4 Feb 2005
New Order's Cash for Questions in Q Magazine 
As promised, the March 2005 issue (#224) contains Cash for Questions with New Order or "Dance rock's godfathers on getting electrocuted, helicopter gunships and why Nancy Dell'Olio should rap on a World In Motion remake..." as writer Ben Mitchell would have it. Questions include "Are you still drinking Pernod and Asti Spumante?", "Peter, how the fuck do you get that bass sound?" (Answer: "I'm not telling you. Fuck off."), "Stephen, you own several tanks. What's your favourite piece of military hardware?" (Answer: "the sighting system on the Apache Longbow helicopter") and "with hindsight, was changing your name to New Order a bit dodgy?" (Brief answer: "Yes").

Rob Hodges asks "Would you consider working with Factory boss Tony Wilson again? If so, on what terms?"

Bernard: "The problem that we had with Factory is that they didn't pay us the money."
Hooky: "Or account to us. We never knew how many records we sold. We still don't. No idea."
Bernard: "On a personal level and a creative level, they were great."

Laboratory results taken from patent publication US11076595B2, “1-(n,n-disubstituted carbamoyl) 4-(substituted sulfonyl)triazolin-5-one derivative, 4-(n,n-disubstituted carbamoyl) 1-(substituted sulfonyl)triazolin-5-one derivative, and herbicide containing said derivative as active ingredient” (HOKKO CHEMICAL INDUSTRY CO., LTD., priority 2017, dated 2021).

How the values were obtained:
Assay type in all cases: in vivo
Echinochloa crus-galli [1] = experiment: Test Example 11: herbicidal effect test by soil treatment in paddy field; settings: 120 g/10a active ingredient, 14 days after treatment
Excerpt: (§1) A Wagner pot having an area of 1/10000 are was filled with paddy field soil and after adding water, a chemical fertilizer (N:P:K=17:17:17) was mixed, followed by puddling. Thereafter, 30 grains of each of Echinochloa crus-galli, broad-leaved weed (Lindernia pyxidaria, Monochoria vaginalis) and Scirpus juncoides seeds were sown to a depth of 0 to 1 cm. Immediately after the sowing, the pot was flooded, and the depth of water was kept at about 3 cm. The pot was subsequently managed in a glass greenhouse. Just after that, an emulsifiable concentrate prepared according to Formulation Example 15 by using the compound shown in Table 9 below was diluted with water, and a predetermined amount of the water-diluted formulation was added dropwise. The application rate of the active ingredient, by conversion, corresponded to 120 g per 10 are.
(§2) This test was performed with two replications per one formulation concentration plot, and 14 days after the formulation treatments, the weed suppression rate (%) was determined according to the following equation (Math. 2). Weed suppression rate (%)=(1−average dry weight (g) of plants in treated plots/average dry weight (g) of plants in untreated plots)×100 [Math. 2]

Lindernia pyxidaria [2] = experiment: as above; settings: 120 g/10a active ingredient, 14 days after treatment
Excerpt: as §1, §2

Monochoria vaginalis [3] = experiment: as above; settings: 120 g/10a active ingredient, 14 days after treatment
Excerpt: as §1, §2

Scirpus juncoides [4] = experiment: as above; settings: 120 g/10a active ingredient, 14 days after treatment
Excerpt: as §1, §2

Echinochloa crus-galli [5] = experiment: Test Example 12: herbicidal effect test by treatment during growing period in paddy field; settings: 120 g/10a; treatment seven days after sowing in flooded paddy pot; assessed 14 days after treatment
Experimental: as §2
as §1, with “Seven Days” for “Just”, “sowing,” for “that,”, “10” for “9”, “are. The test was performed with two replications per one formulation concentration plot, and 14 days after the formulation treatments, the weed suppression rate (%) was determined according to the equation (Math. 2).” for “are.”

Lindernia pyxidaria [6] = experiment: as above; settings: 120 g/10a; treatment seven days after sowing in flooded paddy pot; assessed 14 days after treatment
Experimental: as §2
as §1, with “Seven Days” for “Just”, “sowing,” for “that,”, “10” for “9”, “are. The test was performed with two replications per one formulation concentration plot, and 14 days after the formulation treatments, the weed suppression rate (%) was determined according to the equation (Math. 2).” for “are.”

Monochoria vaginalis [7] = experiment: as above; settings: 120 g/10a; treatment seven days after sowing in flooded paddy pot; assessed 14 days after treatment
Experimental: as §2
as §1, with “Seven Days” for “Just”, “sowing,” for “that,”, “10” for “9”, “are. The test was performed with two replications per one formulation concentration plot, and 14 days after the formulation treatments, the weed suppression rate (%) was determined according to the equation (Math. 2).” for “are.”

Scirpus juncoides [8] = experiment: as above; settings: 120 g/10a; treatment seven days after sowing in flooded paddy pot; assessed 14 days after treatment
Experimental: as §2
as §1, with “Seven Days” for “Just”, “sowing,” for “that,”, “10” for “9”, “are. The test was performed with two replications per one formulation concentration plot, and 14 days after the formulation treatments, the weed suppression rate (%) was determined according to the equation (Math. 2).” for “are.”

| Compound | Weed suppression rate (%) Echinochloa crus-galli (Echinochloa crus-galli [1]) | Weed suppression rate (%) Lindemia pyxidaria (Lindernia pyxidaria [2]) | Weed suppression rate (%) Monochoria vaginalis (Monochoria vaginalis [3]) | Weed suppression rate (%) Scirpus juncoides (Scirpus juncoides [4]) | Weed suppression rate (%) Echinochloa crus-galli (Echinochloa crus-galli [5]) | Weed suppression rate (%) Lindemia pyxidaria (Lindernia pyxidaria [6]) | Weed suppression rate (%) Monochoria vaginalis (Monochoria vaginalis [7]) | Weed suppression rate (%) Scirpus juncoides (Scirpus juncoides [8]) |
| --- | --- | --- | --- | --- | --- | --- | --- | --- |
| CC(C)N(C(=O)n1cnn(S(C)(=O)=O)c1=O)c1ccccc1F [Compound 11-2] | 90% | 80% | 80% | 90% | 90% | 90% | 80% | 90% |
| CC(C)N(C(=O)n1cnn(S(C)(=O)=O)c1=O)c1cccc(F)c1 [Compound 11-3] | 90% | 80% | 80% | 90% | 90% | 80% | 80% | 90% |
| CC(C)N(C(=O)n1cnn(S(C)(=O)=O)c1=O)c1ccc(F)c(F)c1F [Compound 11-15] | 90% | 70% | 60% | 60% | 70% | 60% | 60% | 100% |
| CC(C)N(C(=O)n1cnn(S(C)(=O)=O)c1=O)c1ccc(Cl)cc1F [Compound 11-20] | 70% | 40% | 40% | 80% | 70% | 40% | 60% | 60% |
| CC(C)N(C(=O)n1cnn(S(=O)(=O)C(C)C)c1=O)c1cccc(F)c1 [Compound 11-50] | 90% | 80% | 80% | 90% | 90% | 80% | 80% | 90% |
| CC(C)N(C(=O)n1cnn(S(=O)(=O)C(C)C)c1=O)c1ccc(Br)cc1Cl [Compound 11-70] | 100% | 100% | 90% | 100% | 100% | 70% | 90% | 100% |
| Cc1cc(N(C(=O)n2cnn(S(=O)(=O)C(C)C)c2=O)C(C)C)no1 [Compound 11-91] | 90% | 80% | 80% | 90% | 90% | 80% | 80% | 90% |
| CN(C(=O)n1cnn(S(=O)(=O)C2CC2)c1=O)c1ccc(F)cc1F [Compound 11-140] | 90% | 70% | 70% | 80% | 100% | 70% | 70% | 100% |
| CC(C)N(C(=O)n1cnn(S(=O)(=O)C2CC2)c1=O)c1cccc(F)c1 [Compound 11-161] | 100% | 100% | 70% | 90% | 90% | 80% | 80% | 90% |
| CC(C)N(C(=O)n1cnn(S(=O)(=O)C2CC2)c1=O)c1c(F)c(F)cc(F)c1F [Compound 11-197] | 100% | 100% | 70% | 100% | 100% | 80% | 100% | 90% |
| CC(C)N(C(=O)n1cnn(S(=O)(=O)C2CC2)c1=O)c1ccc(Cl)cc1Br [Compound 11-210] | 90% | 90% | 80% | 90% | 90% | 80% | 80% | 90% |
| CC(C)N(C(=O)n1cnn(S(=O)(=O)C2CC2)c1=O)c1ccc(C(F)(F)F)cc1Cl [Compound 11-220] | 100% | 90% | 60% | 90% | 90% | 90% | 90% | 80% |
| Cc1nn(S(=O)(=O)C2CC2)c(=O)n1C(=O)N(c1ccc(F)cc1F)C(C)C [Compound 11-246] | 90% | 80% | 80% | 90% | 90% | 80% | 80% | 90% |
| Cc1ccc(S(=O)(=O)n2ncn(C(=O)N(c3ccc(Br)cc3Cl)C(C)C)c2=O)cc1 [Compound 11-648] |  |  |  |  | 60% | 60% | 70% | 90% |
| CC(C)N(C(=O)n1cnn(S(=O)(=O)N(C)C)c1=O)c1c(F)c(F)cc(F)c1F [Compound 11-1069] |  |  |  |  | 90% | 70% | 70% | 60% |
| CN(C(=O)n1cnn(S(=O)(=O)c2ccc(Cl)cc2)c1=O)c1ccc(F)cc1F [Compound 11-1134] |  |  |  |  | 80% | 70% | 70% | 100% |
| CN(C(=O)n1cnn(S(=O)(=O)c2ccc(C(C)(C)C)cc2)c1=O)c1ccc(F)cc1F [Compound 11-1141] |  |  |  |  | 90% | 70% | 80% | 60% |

Hooky: "In Tony's defence, it's not like he fucked off with the money. If anyone knows who's got it, could they write in?"

Q Magazine
March 2005, issue #224
Available in all good newsagents and some rubbish ones too

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A Certain Ratio

"Manchester, 1978. In the beginning there were four: Jez Kerr (bass), Martin Moscrop (guitar/trumpet), Peter Terrel (guitar/effects) and Simon Topping (vocals/trumpet). Four thin boys with a name borrowed from a Brian Eno record, the intense, drummerless quartet initially drew influence from Wire, Eno, the Velvets and Kraftwerk, and gained a manager in Anthony Wilson of Factory Records.

"May 1979 saw the release of their first ACR single, the dark All Night Party, although the sound and musicianship of the band would be transformed by the arrival of funky drummer Donald Johnson (DoJo) in August. Over the next few months the band gigged widely, often with Joy Division as part of Factory packages, and recorded demos with producer Martin Hannett as well as a Peel session. Their support slot with Talking Heads on their UK tour in December 1979 set David Byrne on a new course, and provided the compelling live half of their chic cassette package The Graveyard and the Ballroom. Post-punk, ACR now reflected the influence of Funkadelic, George Clinton, Bootsy Collins, The Bar Kays and James Brown."

- intro to ACR Biography by James Nice (LTM)

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